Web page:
Take the 2-minute tour ×
Stack Overflow is a question and answer site for professional and enthusiast programmers. It's 100% free, no registration required.

I am trying to do time series modeling and forecasting using R based on weekly data like below -

biz week     Amount        Count
2006-12-27   973710.7     816570
2007-01-03  4503493.2    3223259
2007-01-10  2593355.9    1659136
2007-01-17  2897670.9    2127792
2007-01-24  3590427.5    2919482
2007-01-31  3761025.7    2981363
2007-02-07  3550213.1    2773988
2007-02-14  3978005.1    3219907
2007-02-21  4020536.0    3027837
2007-02-28  4038007.9    3191570
2007-03-07  3504142.2    2816720
2007-03-14  3427323.1    2703761
...
2014-02-26  99999999.9   1234567

about my data, as seen above, each week is labeled by first day for the week(my week starts on Wed. and ends at Tues.) when I construct my ts object, I tried

ts <- ts(df, frequency=52, start=c(2007,1))

the problem I have is:

1 some year may have 53 weeks, so frequency=52 will not work for those years;

2 my starting week/date is 2006-12-27, how should I set the start parameter? start=c(2006,52) or start=c(2007,1)

since week of 2006-12-27 really cross the year boundary

also, for modeling, is it better to have complete year worth of data(say for 2007 my start year if I only have partial year worth of data, is it better I should not use 2007, instead to start with 2008. what about 2014 since it is not complete year yet, shall I use what I have for model or not? Either way, I still have issue of whether or not to include those weeks in the year boundary like 2006-12-27, shall I include it as wk 1 for 2007 or last week of 2006?

#3 when i use ts <- ts(df, frequency=52, start=c(2007,1)) and then print it, I got results shown below, so instead of 2007.01, 2007.02, 2007.52 ...., I got 2007.000, 2007.019, ....which it gets from 1/52=0.019 which is mathematically correct but not really easy to interpret, is there a way to label it as the date itself just like data frame or at least 2007 wk1, 2007 wk2 ...

Time Series:
Start = c(2007, 1) 
End = c(2014, 11) 
Frequency = 52 
          Amount        Count
2007.000   645575.4     493717
2007.019  2185193.2    1659577
2007.038  1016711.8     860777
2007.058  1894056.4    1450101
2007.077  2317517.6    1757219
2007.096  2522955.8    1794512
2007.115  2266107.3    1723002 

4. my goal is to model this weekly data, then try to decompose it to see seasonal component, it seems like I have to use ts() function to convert to ts object then I can use decompose() function, I tried xts() function, and I got error stating " time series has no or less than 2 periods" I guess reason is because xts() won't let me specify the frequency?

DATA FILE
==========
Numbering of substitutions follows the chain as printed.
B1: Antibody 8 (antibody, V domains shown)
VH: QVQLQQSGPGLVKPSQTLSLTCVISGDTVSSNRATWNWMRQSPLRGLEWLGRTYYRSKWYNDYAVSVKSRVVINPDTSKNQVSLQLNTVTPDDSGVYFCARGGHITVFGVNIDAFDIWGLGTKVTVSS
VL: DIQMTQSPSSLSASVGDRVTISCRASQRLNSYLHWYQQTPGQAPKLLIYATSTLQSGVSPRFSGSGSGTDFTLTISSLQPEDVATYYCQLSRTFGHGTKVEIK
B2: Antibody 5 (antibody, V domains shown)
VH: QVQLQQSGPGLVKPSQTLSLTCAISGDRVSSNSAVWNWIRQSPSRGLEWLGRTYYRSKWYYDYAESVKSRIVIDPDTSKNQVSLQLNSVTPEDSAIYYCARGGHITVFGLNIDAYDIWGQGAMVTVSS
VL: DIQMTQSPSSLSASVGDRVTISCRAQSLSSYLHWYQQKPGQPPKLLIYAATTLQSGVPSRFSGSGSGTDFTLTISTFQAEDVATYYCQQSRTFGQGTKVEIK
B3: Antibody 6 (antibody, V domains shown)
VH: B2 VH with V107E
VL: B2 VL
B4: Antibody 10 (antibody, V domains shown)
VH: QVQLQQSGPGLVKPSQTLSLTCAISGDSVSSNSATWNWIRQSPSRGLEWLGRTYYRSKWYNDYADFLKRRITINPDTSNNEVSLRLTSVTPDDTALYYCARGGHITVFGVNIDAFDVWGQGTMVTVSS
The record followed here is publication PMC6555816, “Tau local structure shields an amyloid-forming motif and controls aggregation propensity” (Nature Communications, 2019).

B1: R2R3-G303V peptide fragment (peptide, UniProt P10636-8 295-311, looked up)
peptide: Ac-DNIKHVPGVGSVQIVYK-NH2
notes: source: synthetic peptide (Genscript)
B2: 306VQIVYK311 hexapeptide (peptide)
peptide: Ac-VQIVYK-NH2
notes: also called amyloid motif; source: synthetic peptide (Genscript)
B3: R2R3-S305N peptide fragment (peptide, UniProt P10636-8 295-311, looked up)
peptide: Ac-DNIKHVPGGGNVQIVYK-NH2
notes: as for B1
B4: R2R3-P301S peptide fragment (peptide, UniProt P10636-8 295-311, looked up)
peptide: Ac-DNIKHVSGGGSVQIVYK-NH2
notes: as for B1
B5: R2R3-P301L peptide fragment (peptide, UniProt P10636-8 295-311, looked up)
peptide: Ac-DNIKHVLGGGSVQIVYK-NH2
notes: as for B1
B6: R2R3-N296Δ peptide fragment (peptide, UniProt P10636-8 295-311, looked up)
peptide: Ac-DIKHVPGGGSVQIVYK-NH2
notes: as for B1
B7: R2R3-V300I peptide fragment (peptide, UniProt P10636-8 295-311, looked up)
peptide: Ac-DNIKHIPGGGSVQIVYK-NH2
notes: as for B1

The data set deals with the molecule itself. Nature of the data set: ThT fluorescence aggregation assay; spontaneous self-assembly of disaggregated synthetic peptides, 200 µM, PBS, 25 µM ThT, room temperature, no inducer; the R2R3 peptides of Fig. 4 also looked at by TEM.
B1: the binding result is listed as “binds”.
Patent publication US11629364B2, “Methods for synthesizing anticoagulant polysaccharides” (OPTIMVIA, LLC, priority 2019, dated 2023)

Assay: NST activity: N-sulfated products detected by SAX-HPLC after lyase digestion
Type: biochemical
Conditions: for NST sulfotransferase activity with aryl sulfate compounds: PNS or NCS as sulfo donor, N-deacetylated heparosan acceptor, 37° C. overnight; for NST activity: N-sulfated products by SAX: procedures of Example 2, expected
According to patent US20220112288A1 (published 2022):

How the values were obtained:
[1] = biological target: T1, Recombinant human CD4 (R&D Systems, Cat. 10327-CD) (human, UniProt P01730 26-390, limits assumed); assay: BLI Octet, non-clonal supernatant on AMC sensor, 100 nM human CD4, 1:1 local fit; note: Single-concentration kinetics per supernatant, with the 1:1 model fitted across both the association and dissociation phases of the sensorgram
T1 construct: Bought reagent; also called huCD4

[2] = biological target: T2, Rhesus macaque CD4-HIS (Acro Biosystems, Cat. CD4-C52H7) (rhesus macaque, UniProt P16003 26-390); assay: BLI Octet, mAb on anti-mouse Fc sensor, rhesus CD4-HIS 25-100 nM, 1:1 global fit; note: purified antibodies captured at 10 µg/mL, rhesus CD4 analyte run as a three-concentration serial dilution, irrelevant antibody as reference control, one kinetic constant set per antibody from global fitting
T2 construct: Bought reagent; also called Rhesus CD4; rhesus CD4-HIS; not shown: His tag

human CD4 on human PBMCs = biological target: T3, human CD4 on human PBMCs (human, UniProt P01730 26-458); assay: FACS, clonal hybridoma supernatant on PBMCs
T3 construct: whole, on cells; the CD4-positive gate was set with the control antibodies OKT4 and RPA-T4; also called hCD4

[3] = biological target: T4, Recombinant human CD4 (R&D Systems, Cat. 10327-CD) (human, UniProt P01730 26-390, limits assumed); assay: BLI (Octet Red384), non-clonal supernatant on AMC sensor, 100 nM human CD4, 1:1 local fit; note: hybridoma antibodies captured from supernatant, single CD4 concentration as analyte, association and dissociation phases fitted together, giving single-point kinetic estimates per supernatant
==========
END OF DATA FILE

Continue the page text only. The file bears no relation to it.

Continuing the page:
xts <- xts(df,order.by=businessWeekDate)

5. I looked for the answer in this forum and other place as well, most of the examples are monthly, there are some weekly time series question, none of the answers are straight

forward - hopefully somebody can help answer my questions here

share|improve this question
    
possible duplicate of Time Series Decomposition of weekly data –  Richard Scriven Mar 5 at 4:54

1 Answer 1

First make sure that your data has exactly 52 data per year. To do that, identify the years with 53 data and remove the one which is the less important for your seasonality pattern (for instance do not remove a week in December if you want to check the Christmas sales seasonality (!)

Xts is a good format as it is more flexible, however all the decomposition and forecasting tools usually work with ts as they require a fix number of data per cycle.

regarding your question on the non complete years. it should not be an issue. R doesn't know when is january or december, hence a year can start and end anytime.

share|improve this answer
    
Thanks a lot for the the answer, here is a link to Professor Hyndman's suggestion [link] robjhyndman.com/hyndsight/forecasting-weekly-data –  user3281664 Mar 6 at 20:13
    
he is using ts objects => needs exactly 52 data per year –  RockScience Mar 7 at 4:28

Your Answer

 
discard

By posting your answer, you agree to the privacy policy and terms of service.

Not the answer you're looking for? Browse other questions tagged or ask your own question.